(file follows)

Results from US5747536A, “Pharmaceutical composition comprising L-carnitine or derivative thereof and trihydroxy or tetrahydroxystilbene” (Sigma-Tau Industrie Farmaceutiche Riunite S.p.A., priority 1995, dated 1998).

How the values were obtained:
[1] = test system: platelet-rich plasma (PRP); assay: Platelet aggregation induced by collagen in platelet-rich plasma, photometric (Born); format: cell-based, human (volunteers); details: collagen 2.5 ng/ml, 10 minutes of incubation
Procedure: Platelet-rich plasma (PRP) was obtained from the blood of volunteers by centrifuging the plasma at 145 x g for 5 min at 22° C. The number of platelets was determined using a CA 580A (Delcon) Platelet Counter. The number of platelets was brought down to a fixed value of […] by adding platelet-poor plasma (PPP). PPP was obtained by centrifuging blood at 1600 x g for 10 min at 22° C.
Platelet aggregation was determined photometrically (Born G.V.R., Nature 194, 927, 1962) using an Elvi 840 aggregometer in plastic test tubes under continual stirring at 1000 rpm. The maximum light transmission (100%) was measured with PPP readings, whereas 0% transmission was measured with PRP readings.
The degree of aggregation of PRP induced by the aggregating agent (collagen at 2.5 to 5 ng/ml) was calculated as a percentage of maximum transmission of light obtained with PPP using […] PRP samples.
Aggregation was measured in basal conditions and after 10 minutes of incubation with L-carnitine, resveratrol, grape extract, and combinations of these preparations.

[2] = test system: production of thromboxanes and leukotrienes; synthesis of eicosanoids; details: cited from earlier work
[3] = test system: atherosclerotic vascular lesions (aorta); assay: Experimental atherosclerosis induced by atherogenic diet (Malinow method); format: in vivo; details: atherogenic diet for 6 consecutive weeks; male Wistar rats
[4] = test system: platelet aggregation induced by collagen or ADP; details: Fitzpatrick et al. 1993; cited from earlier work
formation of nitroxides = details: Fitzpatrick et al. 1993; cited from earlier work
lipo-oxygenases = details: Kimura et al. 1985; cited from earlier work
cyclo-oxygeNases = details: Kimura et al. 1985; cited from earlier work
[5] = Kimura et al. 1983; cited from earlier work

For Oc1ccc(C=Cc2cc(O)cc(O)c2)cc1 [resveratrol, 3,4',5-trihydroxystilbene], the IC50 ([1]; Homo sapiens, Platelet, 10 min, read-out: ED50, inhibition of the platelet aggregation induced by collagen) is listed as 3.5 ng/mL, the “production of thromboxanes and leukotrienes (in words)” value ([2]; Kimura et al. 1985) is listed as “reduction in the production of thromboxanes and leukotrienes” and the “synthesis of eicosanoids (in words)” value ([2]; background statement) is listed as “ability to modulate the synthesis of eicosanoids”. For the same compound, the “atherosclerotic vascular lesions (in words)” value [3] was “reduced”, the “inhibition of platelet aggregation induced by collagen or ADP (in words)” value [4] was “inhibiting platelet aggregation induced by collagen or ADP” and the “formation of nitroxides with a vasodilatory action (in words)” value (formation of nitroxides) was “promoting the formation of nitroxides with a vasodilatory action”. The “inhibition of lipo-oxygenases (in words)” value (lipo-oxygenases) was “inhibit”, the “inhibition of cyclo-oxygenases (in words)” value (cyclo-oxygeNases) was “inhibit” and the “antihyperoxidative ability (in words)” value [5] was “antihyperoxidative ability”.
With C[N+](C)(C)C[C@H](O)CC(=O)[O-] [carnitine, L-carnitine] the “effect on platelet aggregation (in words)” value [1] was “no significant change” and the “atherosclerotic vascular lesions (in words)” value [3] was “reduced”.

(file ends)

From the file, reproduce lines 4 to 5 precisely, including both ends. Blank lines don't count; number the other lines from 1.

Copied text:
Procedure: Platelet-rich plasma (PRP) was obtained from the blood of volunteers by centrifuging the plasma at 145 x g for 5 min at 22° C. The number of platelets was determined using a CA 580A (Delcon) Platelet Counter. The number of platelets was brought down to a fixed value of […] by adding platelet-poor plasma (PPP). PPP was obtained by centrifuging blood at 1600 x g for 10 min at 22° C.
Platelet aggregation was determined photometrically (Born G.V.R., Nature 194, 927, 1962) using an Elvi 840 aggregometer in plastic test tubes under continual stirring at 1000 rpm. The maximum light transmission (100%) was measured with PPP readings, whereas 0% transmission was measured with PRP readings.